The Mexican Ministry of Economy is preparing to commercially fight back if the United States approves the tax incentive to buy electric vehicles manufactured on US soil. This is how the head of Economy Tatiana Clouthier has warned this Thursday: “To defend our automotive industry and our regional commitment, we would retaliate commercially. It is not worth that we are playing to be partners when it suits me and when not, I apply it to you through the dark route, ”said the secretary, although she has not specified what the sanctions would be.
The controversy appears after the United States went ahead with the initiative Build Back Better, a tax incentive to promote the fight against climate change and ensure that 50% of cars are electric by 2030. The Biden Administration has announced incentives of between 7,500 and 12,500 dollars for those who buy an electric car with 50% of components manufactured in that country. The law, which already has the approval of the House of Representatives, has set off the alarms of Mexico and Canada, the main commercial partners of the United States, with whom it signed the Free Trade Agreement (T-MEC) in 2018.
“The above provisions are contrary to the regional content value rules agreed in the T-MEC, so I respectfully request that they consider including incentives for all North American regional content and assembly in a manner compatible with the Treaty,” stated a letter addressed to US congressmen, signed by Clouthier.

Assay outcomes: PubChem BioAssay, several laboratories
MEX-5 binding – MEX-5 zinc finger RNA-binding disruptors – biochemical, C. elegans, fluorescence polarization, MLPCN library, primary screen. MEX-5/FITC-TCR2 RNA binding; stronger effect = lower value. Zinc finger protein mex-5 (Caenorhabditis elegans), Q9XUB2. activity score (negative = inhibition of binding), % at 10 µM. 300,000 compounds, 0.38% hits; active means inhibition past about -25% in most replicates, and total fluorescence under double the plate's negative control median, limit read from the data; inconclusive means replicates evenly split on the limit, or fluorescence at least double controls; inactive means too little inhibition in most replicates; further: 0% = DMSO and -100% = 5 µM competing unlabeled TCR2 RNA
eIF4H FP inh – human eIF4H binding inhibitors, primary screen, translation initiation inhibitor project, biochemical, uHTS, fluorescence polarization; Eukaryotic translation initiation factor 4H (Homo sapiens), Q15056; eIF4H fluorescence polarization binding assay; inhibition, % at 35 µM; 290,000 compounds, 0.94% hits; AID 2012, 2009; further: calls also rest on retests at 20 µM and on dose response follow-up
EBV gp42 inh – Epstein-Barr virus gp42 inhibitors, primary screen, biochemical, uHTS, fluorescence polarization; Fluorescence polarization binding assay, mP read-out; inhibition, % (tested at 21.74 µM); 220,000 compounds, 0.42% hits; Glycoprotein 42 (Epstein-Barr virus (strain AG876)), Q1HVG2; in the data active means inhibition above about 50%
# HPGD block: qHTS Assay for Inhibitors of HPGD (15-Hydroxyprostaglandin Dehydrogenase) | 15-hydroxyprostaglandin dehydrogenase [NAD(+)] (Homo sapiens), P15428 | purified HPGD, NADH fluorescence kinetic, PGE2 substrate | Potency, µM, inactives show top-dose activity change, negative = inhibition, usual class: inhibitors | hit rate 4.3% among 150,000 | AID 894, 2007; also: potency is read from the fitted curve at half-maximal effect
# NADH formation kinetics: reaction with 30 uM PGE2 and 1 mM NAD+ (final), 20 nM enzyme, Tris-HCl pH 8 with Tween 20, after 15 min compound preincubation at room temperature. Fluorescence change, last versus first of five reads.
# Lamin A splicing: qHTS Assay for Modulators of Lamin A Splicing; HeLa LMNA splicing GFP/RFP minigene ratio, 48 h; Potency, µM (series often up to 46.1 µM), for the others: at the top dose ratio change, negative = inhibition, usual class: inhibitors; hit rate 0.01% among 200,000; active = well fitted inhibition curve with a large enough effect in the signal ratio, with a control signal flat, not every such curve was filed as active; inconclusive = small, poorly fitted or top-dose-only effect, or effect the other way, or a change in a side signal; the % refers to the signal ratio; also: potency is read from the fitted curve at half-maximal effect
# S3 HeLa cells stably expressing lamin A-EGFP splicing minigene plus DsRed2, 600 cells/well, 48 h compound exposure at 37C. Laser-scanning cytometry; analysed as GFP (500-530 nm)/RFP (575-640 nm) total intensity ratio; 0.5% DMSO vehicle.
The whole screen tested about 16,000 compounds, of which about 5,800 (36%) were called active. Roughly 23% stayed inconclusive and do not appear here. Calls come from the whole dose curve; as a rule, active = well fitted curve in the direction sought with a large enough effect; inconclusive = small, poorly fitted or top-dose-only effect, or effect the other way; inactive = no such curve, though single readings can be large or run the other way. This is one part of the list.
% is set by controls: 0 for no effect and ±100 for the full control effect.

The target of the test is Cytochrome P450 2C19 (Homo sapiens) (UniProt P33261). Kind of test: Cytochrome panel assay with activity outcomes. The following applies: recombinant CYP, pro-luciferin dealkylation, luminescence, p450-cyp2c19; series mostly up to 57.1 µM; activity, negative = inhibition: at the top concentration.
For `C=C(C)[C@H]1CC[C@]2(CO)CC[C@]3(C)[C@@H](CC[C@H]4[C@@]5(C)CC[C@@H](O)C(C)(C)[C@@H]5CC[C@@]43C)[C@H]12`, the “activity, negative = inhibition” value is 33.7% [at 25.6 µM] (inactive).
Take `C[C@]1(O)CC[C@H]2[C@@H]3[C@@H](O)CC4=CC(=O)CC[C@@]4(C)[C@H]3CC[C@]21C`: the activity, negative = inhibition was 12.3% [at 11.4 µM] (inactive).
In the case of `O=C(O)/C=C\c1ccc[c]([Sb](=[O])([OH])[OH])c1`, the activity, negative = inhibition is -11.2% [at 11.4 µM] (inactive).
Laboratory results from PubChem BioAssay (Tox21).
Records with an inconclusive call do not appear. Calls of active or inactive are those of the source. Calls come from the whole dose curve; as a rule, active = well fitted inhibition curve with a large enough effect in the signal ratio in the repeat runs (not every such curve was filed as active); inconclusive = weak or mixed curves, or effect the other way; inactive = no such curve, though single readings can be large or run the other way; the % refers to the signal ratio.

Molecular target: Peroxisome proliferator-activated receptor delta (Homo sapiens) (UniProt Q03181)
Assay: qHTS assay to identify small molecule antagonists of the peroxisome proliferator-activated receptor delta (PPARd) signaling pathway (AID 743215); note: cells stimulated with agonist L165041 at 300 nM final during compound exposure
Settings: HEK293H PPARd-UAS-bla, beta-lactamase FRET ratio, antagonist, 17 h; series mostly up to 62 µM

The automotive industry, which is moving faster each year towards electromobility, represents one of the strong pillars of the trade integration treaty between the three North American countries under the establishment of strong value chains. The United States is the world’s third largest automobile exporter, closely followed by Mexico, in fourth place, where the automotive industry accounts for about 4% of GDP.
The current dispute between the countries resides in the Regional Content Value (VCR) that the vehicles have. That is, the percentage of parts manufactured in the region. After the signing of the T-MEC, the United States, Canada and Mexico agreed from 2023 to raise the VCR to 75% for essential parts, such as the engine, chassis, body, suspension, steering and battery. Also the new lithium batteries. The fulfillment of this agreement influences so that a car can enjoy the tariff preferences of the treaty.
The announcement by the United States puts a wheel in the wheel for Mexico’s plans to gain a foothold in the electromobility value chain. In 2018, Mexico discovered the world’s largest lithium deposit in Sonora, in the north of the country. The optimism of certain sectors of the government prompted the mineral to be recognized as a strategic natural resource for the country in an electricity reform initiative. “Something that is being reviewed internally is to align certain policies with the issue of the lithium deposit that was found in the north of the country and that is the main input for batteries of this type of merchandise,” said the Secretary of Economy, in 2020 .
Now the Government values requesting the initiation of a dispute resolution panel against the United States and its strict interpretation of the tariff rules included in the T-MEC and even escalation to the World Trade Organization (WTO). Several trade partners such as Korea, Japan or Germany have expressed interest in joining the initiative that they consider could be contrary to the United States’ obligations within the WTO itself.
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